The cord-cutter's guide to the best indoor antennas

Indoor antennas are pretty cheap, but our tests of six popular models did reveal some differences. Here's how they stack up.

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You don't need to spend much money to get free TV. Indoor antennas cost as little as $10 and let you watch free TV programs over the air with your current television.

That's music to the ears of cord cutters looking to ditch that big cable TV bill. The next question, of course, is, "Which antenna should I buy?"

We have an answer. We tested six different indoor antennas with prices ranging from $7 to $60 and found the best ones were able to pull more channels and a stronger, more watchable signal on "problem" stations. And as savvy buyers might have guessed, paying more didn't guarantee better performance in our tests.

The winners?

Want more info? Read on.

The scene is set

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Photo by Sarah Tew/CNET

The six antennas we tested in order of price were:

  • RCA Indoor HDTV antenna $7
  • Channel Master Flatenna $10
  • Mohu ReLeaf $40
  • RCA SLVR $45
  • Channel Master Smartenna $59
  • Antennas Direct ClearStream Eclipse $59 (the Amplified version is $79)

Two of those models -- RCA SLVR and the Antennas Direct ClearStream Eclipse -- came with gain-boosting amplifiers. But we found you need to use a gain amplifier with care as you could actually end up with worse reception. We tested each applicable antenna with and without the attached amplifier.

We tested the antennas in the city and in the suburbs: in uptown Manhattan, with a 5 mile line-of-sight (LOS) to a broadcast antenna, and in suburban Long Island, 9 miles from the closest antenna but without LOS. Be aware that you might receive broadcasts from multiple antennas depending on your location, and hills or large buildings in the way will have an effect on which channels you receive.

We connected each antenna, each located in the same spot as the last where possible, to the Channel Master DVR+ which offers signal strength data as well as a total channel count. We used two different metrics to determine which antenna performed best. The first was a raw measure of the number of channels it could detect, while the second involved a number of predetermined "problem channels". For these we consulted a list of channels culled from various forums, for both testing areas, and gauged how well the antennas pulled in each channel.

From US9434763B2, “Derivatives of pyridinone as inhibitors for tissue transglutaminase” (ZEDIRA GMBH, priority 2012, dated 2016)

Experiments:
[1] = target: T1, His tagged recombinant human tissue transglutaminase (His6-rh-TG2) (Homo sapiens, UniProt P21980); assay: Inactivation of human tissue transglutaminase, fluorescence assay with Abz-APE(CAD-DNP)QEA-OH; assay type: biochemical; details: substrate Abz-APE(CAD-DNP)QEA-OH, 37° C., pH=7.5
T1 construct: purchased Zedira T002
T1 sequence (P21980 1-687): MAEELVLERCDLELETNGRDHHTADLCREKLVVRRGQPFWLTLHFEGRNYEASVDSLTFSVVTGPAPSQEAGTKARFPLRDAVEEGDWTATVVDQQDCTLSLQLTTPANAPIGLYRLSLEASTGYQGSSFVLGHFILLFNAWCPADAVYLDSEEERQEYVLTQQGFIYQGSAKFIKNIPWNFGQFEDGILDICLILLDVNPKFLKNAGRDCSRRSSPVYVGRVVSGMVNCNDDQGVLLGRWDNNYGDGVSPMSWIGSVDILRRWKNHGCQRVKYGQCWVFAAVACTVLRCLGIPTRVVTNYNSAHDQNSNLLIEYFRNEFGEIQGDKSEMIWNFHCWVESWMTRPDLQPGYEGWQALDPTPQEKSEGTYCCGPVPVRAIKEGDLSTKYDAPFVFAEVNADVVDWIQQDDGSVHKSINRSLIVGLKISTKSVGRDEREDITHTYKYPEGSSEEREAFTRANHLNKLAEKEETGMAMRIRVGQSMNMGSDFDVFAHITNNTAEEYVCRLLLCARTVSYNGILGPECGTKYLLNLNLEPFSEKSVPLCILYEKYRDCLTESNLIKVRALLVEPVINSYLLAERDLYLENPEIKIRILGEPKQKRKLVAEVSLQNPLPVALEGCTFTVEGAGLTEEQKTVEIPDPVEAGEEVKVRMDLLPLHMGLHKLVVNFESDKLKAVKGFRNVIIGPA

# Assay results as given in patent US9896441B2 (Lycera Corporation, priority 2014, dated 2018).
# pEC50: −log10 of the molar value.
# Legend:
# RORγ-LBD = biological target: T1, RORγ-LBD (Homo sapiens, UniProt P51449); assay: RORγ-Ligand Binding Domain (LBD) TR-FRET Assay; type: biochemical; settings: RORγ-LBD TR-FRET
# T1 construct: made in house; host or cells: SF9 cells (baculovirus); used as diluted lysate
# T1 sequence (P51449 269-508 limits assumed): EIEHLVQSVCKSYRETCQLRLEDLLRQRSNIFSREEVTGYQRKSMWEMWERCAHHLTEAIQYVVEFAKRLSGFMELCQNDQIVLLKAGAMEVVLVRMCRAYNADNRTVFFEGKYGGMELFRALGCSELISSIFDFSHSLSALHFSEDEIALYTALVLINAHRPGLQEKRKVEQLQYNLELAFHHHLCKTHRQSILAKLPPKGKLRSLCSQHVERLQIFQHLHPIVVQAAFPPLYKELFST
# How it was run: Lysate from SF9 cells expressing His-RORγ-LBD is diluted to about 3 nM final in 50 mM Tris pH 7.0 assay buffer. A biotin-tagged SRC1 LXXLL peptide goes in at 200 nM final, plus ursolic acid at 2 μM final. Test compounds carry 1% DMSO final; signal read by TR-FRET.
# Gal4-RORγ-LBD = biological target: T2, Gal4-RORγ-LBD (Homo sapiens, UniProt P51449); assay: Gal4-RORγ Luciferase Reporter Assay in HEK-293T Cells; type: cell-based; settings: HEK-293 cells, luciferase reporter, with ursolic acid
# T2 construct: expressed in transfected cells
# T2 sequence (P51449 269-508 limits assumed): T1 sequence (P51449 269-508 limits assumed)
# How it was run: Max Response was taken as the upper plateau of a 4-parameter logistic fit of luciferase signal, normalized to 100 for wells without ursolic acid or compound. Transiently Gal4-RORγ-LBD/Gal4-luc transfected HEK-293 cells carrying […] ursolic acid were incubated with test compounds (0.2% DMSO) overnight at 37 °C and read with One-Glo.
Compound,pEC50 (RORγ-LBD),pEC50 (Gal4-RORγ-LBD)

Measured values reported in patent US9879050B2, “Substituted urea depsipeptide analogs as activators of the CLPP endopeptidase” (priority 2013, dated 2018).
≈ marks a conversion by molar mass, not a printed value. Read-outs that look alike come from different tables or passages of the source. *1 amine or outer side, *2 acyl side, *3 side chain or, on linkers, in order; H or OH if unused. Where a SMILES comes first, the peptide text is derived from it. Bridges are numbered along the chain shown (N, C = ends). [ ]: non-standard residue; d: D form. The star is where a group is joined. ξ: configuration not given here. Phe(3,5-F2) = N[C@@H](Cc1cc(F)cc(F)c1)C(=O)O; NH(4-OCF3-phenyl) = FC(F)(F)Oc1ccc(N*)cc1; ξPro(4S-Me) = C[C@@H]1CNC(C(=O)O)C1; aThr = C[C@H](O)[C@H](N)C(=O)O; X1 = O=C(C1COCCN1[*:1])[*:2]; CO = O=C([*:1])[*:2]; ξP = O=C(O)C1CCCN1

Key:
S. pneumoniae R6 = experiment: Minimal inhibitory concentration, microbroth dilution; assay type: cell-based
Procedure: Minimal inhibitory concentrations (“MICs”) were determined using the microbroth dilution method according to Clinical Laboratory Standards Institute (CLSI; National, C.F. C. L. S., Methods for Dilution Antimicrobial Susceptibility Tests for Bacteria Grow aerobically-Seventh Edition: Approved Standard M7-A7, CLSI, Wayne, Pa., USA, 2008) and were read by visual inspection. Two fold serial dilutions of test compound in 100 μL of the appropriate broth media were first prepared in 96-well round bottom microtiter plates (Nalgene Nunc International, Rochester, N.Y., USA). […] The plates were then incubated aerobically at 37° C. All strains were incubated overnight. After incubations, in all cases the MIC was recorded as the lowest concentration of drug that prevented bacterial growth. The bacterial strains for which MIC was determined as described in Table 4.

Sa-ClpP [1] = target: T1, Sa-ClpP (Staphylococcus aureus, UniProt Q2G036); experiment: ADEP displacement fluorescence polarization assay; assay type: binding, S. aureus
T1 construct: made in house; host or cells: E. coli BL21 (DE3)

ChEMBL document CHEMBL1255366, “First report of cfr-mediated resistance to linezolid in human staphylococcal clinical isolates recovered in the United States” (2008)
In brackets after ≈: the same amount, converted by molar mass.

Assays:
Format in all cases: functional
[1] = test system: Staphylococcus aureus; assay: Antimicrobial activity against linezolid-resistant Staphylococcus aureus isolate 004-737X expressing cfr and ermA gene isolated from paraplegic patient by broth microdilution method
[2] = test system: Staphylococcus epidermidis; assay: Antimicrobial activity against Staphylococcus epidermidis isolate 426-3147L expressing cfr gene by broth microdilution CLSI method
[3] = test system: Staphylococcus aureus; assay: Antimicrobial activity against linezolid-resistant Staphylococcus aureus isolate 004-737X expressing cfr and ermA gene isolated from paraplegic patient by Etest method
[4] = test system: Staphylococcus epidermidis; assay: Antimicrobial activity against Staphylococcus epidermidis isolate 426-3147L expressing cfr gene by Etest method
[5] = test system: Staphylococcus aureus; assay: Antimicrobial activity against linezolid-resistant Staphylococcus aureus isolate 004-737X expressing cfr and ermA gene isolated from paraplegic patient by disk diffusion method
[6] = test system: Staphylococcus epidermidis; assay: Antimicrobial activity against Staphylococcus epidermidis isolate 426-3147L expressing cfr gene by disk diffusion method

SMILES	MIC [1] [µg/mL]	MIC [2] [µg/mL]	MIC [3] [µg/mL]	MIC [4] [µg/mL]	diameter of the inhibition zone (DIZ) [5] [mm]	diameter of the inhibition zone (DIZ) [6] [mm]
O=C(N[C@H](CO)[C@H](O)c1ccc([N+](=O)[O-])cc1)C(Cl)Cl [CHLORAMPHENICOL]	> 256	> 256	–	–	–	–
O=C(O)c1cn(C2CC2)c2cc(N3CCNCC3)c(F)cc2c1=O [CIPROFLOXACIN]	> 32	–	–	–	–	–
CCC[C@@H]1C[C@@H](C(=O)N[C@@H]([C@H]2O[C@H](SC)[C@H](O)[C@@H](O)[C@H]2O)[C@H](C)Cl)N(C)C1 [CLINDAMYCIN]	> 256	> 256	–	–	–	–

Our list of "problem" channels in Manhattan was WABC 7.1 (ABC), WNET 13.1 (PBS), WPIX 11.1 (CW) and WNJB 58.1 (PBS). In Long Island we tested WNYW 5.1 (FOX), WABC 8.1 (ABC), WWOR 9.2 (My9), WLIW 21.1 (PBS), WVIT 30.1 (NBC) and WLNY 55.1 (CBS).

While the results will vary depending on where you live, we found that, for example, the extra couple of channels the best models received were generally radio broadcasts and further Spanish language offerings.

Most of the antennas are based around the same rectangular design, but there was one important consideration: the cable. Did the antenna have a long cable, or even better, a detachable one? You'll be sticking one of these in your window and it's likely a long way from your TV, so longer is better.

Installing an indoor antenna

While the Eclipse included adhesives in the pack most of these antennas didn't. As a result you'll need some good adhesive to hold these on your window or wall. We first tried gaffer tape, and while it worked it left greasy marks on the window. Masking tape wasn't very effective at holding the antenna up. Try packing tape or poster putty instead. Larger antennas such as the Smartenna will need to be screwed onto a wall and come with keyhole slots in the back for this.

You'll definitely need to experiment with the placement, as a wall may actually be better than a window depending on the orientation of your living room. Also, keep the antenna away from magnetic metals such as security bars or the like, if possible, as they can interfere with your signal.

If you buy something with a short, captive lead like the Channel Master Flatenna or either of the RCA models, you may need to buy a male-female extension lead to get it to reach.

The antennas

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Antennas Direct ClearStream Eclipse Amplified.

Photo by Sarah Tew/CNET

Antennas Direct ClearStream Eclipse/Antennas Direct ClearStream Eclipse Amplified

  • Cost: $59/$79
  • Cable detachable: Yes
  • Number of channels: 75 (Manhattan), 46 (Long Island)
  • Number of channels with amp: 49 (Manhattan), 47 (Long Island)

One of these things is not like the others. With its ankh-like looks and reversible design it's definitely unique. It also comes with sticky tabs to attach it to your window, which is very handy.

Of all of the models here the base version offered the most channels and some of the strongest reception. This is our pick of the bunch, and if you need the extra oomph you can spring for the amplifier as well.